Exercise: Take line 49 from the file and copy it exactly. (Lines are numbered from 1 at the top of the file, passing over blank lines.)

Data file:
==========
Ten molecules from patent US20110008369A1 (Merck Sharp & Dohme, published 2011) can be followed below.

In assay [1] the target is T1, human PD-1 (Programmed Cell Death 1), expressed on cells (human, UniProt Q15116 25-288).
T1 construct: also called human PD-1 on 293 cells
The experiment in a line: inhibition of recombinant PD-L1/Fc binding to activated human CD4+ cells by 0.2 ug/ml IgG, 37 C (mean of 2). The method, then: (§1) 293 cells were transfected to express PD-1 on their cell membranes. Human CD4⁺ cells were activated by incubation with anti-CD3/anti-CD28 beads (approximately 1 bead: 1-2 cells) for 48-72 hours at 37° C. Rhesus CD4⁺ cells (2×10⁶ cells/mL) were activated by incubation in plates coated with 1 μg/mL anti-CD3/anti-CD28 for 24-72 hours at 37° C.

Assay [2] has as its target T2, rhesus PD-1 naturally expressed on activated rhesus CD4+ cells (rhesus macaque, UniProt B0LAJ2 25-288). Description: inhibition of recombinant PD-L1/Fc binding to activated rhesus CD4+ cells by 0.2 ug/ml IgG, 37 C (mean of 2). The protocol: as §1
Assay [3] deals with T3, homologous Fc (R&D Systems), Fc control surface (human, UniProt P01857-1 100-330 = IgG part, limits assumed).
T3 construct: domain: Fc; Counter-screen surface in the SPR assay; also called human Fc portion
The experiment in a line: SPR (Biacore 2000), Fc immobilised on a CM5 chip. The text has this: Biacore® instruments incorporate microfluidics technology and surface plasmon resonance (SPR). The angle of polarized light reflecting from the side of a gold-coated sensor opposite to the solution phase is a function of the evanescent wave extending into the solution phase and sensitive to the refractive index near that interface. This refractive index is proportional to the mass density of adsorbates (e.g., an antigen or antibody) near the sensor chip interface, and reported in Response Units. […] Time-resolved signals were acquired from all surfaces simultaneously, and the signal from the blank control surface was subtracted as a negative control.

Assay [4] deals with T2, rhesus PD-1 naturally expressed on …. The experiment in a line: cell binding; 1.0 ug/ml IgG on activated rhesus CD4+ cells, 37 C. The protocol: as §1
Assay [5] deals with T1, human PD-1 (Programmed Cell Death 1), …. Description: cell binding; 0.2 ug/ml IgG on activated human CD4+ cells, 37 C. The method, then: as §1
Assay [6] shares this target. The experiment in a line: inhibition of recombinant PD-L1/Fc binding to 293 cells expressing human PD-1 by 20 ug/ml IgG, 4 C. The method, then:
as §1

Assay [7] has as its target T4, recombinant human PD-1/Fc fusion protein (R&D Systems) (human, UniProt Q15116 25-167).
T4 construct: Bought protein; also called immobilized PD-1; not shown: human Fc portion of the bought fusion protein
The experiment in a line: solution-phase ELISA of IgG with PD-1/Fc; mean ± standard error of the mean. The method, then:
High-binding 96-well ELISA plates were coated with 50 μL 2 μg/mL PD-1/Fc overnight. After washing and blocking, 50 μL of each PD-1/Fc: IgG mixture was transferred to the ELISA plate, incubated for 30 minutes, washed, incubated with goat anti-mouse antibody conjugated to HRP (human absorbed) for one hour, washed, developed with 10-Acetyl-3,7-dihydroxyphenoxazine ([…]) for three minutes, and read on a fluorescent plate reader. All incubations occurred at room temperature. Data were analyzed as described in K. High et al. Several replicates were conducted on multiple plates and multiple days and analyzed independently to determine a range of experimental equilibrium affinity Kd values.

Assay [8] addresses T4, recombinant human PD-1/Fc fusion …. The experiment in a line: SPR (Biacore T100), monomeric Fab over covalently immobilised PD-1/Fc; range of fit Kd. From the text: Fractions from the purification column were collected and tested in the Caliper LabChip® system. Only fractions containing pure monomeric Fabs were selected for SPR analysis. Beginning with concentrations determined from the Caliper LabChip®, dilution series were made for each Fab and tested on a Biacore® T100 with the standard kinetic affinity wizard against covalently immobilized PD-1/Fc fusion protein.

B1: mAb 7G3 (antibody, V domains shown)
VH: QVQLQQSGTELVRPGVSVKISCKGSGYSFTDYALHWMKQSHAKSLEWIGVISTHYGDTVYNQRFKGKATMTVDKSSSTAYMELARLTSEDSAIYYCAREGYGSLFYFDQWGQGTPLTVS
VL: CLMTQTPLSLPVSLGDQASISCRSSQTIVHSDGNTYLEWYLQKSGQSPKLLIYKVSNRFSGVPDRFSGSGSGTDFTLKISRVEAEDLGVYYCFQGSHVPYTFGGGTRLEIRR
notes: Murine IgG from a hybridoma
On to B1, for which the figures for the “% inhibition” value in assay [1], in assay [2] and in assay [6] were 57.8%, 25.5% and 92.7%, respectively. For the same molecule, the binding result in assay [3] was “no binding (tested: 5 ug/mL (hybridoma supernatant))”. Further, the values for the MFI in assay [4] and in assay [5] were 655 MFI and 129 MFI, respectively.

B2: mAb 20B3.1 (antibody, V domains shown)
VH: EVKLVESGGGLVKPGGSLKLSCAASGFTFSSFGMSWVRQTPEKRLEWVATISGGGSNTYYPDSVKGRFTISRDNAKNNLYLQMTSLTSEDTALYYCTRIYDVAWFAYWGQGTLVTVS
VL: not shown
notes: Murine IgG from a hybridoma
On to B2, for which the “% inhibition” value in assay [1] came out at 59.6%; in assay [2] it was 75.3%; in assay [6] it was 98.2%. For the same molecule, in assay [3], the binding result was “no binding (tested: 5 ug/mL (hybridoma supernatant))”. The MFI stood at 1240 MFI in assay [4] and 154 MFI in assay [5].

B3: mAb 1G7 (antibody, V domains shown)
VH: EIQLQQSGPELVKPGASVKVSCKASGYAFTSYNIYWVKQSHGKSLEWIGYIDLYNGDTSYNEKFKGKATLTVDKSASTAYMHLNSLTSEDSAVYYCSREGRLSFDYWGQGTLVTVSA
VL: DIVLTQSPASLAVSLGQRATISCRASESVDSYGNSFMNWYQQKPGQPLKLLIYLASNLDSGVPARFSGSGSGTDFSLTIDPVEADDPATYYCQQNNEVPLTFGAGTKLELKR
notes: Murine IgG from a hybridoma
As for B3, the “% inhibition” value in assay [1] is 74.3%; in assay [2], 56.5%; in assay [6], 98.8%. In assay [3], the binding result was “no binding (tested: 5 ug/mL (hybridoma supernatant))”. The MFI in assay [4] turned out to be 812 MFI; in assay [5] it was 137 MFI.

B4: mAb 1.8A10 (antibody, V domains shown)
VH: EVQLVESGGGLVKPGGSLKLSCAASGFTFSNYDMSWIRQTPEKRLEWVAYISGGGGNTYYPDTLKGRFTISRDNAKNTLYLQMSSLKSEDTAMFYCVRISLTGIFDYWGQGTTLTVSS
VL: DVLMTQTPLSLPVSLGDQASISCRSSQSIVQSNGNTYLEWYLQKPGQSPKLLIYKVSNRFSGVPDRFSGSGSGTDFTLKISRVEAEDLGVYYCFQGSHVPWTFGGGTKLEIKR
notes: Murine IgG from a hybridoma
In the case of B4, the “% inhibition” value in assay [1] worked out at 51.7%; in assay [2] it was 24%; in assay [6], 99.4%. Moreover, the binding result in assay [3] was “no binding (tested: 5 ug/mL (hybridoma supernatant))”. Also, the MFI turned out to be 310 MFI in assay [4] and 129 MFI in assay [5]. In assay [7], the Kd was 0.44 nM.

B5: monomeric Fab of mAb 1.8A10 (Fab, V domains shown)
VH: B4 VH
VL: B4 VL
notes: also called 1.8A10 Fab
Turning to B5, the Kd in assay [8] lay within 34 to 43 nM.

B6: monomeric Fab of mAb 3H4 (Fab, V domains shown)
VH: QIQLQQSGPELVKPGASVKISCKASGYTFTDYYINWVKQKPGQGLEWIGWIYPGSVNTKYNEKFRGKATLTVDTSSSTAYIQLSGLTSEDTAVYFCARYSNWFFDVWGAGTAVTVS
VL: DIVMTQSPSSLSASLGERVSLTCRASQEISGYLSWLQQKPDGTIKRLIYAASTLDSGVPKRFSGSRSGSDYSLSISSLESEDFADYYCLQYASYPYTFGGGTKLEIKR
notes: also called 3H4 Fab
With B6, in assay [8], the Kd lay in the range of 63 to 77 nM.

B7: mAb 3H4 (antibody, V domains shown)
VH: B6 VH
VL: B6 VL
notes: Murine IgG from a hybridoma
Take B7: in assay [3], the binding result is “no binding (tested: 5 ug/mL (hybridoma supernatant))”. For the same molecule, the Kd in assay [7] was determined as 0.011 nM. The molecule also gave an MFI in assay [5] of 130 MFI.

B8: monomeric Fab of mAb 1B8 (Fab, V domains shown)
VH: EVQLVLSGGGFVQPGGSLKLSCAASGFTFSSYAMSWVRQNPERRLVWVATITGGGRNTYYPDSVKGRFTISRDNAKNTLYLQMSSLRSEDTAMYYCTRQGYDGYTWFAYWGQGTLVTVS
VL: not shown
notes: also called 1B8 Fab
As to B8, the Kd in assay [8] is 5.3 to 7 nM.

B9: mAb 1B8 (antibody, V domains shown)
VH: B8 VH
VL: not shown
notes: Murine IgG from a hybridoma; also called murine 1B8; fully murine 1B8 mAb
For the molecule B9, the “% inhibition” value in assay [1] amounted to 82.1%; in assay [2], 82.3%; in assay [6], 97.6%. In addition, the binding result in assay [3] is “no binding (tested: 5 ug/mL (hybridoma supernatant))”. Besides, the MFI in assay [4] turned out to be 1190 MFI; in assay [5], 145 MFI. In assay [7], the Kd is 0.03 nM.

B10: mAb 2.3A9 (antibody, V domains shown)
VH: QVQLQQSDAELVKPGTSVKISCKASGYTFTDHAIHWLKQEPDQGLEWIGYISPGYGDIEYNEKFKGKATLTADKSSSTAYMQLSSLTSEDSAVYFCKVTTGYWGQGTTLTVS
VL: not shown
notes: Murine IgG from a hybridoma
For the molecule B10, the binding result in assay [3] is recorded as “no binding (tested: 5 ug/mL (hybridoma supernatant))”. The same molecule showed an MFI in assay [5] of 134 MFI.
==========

VH: B6 VH